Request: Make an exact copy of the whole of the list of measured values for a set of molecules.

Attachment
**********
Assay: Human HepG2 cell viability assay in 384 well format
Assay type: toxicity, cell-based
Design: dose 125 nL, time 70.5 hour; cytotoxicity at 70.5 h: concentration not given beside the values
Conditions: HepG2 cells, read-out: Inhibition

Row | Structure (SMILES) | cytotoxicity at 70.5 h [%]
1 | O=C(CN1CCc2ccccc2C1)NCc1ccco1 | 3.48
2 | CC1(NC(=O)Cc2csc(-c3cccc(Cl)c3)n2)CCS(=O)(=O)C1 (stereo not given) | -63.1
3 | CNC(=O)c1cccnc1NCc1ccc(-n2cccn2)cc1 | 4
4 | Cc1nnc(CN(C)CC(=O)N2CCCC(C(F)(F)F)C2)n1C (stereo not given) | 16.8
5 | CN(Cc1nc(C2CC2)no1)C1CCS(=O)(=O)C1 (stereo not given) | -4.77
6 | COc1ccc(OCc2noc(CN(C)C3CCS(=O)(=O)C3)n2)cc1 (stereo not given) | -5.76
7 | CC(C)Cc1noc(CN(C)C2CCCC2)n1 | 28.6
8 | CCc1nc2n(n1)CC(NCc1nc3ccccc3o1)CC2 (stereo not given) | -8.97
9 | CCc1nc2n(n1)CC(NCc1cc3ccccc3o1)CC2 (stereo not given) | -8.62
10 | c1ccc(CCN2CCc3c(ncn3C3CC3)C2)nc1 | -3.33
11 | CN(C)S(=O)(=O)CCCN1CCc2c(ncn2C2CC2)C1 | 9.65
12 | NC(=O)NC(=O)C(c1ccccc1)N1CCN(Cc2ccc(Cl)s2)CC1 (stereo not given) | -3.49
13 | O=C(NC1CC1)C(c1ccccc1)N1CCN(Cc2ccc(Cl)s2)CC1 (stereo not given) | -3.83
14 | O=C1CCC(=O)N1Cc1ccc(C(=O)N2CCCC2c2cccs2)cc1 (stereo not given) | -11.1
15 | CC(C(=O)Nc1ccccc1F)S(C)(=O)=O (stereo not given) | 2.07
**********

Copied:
Assay: Human HepG2 cell viability assay in 384 well format
Assay type: toxicity, cell-based
Design: dose 125 nL, time 70.5 hour; cytotoxicity at 70.5 h: concentration not given beside the values
Conditions: HepG2 cells, read-out: Inhibition

Row | Structure (SMILES) | cytotoxicity at 70.5 h [%]
1 | O=C(CN1CCc2ccccc2C1)NCc1ccco1 | 3.48
2 | CC1(NC(=O)Cc2csc(-c3cccc(Cl)c3)n2)CCS(=O)(=O)C1 (stereo not given) | -63.1
3 | CNC(=O)c1cccnc1NCc1ccc(-n2cccn2)cc1 | 4
4 | Cc1nnc(CN(C)CC(=O)N2CCCC(C(F)(F)F)C2)n1C (stereo not given) | 16.8
5 | CN(Cc1nc(C2CC2)no1)C1CCS(=O)(=O)C1 (stereo not given) | -4.77
6 | COc1ccc(OCc2noc(CN(C)C3CCS(=O)(=O)C3)n2)cc1 (stereo not given) | -5.76
7 | CC(C)Cc1noc(CN(C)C2CCCC2)n1 | 28.6
8 | CCc1nc2n(n1)CC(NCc1nc3ccccc3o1)CC2 (stereo not given) | -8.97
9 | CCc1nc2n(n1)CC(NCc1cc3ccccc3o1)CC2 (stereo not given) | -8.62
10 | c1ccc(CCN2CCc3c(ncn3C3CC3)C2)nc1 | -3.33
11 | CN(C)S(=O)(=O)CCCN1CCc2c(ncn2C2CC2)C1 | 9.65
12 | NC(=O)NC(=O)C(c1ccccc1)N1CCN(Cc2ccc(Cl)s2)CC1 (stereo not given) | -3.49
13 | O=C(NC1CC1)C(c1ccccc1)N1CCN(Cc2ccc(Cl)s2)CC1 (stereo not given) | -3.83
14 | O=C1CCC(=O)N1Cc1ccc(C(=O)N2CCCC2c2cccs2)cc1 (stereo not given) | -11.1
15 | CC(C(=O)Nc1ccccc1F)S(C)(=O)=O (stereo not given) | 2.07